Why do nation states try to treat social issues that transcend boundaries as their "internal matter"? Can the fight to do away with oppressive social hierarchies such as caste that have restricted free choice for individuals in various ways down the centuries be confined to the boundaries of the nation state — especially when the nation state itself is the creation of a much later time?
When the United Nations General Assembly adopted the 2030 Agenda for Sustainable Development in September, it inadvertently raised these issues once again. According to UN Secretary General Ban Ki-Moon, it is "an agenda for people to end poverty in all its forms — an agenda for the planet, our common home". Ostensibly aimed at reducing inequality in all its forms, it's no surprise that rights movements in India are agitated over the exclusion of caste — the religion-sanctioned ideology and practice of discrimination based on birth that has been central to social organisation in India from ancient times, centuries before the formation of the Republic of India in 1947.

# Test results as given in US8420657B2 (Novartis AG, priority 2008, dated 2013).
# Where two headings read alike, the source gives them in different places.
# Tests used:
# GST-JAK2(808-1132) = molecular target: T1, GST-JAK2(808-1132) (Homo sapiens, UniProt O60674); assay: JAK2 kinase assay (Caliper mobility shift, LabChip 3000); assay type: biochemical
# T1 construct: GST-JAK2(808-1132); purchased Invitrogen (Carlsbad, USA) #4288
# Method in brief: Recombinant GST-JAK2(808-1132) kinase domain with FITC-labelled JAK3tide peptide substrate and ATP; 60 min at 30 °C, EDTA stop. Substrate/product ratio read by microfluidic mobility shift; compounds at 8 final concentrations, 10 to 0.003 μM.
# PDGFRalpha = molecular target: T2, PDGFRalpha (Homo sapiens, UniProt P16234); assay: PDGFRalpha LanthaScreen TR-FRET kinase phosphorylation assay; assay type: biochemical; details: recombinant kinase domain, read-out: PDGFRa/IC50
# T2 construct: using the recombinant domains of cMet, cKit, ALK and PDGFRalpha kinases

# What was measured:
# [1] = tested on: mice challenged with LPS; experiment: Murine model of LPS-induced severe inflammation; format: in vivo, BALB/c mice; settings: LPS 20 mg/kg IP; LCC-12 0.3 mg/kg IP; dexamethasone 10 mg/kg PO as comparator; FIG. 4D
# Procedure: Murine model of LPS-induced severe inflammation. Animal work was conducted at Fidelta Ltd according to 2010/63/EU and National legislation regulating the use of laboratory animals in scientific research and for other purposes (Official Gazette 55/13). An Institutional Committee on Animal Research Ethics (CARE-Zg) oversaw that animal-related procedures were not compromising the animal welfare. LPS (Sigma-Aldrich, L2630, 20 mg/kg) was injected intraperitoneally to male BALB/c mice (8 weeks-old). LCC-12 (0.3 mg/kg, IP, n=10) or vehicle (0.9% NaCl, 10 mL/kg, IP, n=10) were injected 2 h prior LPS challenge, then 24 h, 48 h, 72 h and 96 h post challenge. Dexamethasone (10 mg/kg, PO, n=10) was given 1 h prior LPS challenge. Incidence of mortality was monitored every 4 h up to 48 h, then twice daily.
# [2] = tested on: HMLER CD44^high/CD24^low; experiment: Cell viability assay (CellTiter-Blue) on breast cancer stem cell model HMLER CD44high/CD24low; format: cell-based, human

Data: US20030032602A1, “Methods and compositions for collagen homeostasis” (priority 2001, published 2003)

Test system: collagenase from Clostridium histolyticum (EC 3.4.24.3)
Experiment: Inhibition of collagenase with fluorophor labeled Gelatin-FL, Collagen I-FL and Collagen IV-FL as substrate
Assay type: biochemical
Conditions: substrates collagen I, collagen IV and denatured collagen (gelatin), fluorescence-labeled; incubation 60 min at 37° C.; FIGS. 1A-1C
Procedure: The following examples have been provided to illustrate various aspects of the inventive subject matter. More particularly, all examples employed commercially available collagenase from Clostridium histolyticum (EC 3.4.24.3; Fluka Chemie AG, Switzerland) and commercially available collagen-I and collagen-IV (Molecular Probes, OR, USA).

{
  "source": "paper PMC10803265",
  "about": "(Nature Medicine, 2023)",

Most Dalit activists are appalled by the absurdity of any agenda to reduce inequality in India (and, as some point out, even in other countries with a substantial Indian-origin population) without addressing caste. After all, caste based atrocities continue to be reported with alarming regularity from all over the country. Yet, activists across South Asia allege that it was on India's insistence that the mention of caste was omitted in the UN document.
The Agenda for Sustainable Development comprises 17 goals and 169 targets for alleviating poverty, reducing inequality and tackling climate change over the next 15 years. It is part of the plans for achieving the Millennium Development Goals (MDGS) adopted in 2000. A new phrase that has been brought into the discourse with the 2030 document is "indignity of poverty". The General Assembly hailed the document as the blueprint for a better future that would "leave no one behind". After it was adopted, Ban Ki-Moon said, "The 2030 document compels us to look beyond national boundaries and short-term interests and act in solidarity for the long term."